Of course, and I will freely admit, these guys do have their downsides. Points-wise, a full unit of these troops costs as much as a full unit of Scattergunners, Highwaymen,  Pyg Bushwackers, or Scouts, all of which have a different ranged game and offer more troops per unit. This means that when you’re counting up your points, a full unit of Sluggers can really eat into your options. They also require specialized warlocks to properly run them, like the ones listed above, and in most other lists they will be completely useless. Price-wise, the run about $44.99, which is ten dollars less than the Scattergunners from last time, but only gets you about half the troops per box, which isn’t a very good deal. Also, if you’re a hobbyist who likes customizing your models, or likes models with a lot of character and detail, the Sluggers will disappoint you, as they are more rank-and-file than your typical Trollblood miniature, and the single-piece construction doesn’t offer much in the way of customizing potential.

So what’s the final verdict? I give them a solid 7/10. For me, the Trollkin Sluggers are a decently well-rounded unit that can go from “meh” to great when properly played, and can put the hurt on even the strongest enemy warcaster (these guys brought down Madrak Ironhide the first time I used them!), and when used alongside specialized warlocks like Captain Gunnbjorn, they really shine. I’m also a big fan of their WW1 aesthetic, with the British soldier-esque helmets and armor, and the big belt-fed machine guns. Their amount of detail also lets them be painted up really easily, and they look really good once fully assembled and painted (keep an eye out for the Raging Goblin paints, coming soon). The biggest sticking points for some are the rather high price, simplistic construction, and rules favoring the ranged game. If you prefer playing trolls more forward and favoring the melee game, I recommend giving these guys a pass, as their melee game is admittedly awful. However, if you want to give ranged trolls a go and have a good warlock and support units that favor the ranged game, DEFINITELY pick these guys up! With proper support and play, these Maxim gun-wielding brutes will mow through your opponent’s single-wound infantry and put the hurt on solos, warlocks, and even warbeasts. If you’re looking for a good support unit for a ranged Trollblood army, or just want these awesome-looking troops in your collection, I recommend picking them up. If you prefer the melee game, don’t like the rules, or simply don’t care for their aesthetic, then I suggest giving them a pass.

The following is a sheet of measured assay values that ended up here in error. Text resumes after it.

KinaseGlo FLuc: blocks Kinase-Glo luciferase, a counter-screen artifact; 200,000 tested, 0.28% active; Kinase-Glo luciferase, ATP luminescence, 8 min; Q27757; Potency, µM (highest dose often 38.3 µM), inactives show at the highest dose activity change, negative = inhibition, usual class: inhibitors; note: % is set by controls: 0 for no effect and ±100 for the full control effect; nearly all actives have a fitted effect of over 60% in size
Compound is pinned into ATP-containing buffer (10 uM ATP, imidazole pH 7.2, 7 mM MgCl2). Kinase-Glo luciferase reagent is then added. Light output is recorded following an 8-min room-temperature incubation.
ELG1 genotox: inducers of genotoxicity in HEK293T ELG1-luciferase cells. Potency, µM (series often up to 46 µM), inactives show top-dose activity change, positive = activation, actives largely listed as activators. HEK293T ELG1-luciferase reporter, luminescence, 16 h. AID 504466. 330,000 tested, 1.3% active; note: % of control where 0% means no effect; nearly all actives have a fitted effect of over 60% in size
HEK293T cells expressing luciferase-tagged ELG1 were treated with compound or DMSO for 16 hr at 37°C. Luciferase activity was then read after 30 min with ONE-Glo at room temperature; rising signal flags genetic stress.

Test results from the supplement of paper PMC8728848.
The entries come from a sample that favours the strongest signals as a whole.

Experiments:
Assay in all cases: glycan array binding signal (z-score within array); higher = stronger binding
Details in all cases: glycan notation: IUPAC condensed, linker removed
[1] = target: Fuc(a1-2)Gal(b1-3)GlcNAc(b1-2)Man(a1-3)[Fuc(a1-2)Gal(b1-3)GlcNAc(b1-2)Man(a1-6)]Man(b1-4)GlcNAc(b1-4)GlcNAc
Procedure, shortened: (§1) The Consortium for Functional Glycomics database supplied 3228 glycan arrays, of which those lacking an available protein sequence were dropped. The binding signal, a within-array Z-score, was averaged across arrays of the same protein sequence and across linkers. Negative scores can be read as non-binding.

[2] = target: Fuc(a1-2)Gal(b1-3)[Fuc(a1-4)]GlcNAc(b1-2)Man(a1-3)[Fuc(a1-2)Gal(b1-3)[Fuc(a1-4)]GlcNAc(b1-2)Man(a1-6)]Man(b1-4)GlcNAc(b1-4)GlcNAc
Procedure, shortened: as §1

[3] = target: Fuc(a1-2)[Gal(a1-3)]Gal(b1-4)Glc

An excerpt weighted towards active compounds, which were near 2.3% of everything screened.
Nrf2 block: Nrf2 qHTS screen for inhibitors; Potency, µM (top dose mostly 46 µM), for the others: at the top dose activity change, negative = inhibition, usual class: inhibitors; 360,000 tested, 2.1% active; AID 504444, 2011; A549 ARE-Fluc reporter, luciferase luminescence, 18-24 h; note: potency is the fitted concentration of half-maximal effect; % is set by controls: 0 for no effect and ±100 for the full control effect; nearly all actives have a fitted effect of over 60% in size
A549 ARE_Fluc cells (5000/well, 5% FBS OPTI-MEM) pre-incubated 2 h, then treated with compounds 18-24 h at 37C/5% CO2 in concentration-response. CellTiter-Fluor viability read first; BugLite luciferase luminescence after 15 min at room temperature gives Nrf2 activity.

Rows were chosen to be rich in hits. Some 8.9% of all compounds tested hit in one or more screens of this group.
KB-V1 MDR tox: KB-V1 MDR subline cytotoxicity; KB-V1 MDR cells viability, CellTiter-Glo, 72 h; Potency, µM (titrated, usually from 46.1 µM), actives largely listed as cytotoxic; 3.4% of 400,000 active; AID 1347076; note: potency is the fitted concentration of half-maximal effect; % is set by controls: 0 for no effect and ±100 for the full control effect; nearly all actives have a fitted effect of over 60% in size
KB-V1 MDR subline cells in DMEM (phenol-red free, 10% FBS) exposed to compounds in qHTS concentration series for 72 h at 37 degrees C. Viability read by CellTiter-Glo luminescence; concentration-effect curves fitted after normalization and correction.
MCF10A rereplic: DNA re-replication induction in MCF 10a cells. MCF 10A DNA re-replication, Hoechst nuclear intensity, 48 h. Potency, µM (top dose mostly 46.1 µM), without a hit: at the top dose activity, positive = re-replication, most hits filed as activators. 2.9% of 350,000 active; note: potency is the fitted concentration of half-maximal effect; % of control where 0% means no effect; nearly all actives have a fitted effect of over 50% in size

Anyway, this has been the Raging Goblin’s review of the Trollbloods Trollkin Sluggers. God’s blessings on your week, keep up with your hobbies, and stay green my friends!

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One thought on “The Raging Goblin Reviews #2”

  1. Update: The Sluggers lost their damage boxes in the MK3 update, but now cost less and have exchanged Full Auto for Rapid Fire, which means you don’t have to choose between moving and shooting anymore. They are now also FA:2, which lets you have up to 2 units of Sluggers on the field at a time. More bullets are more fun, after all!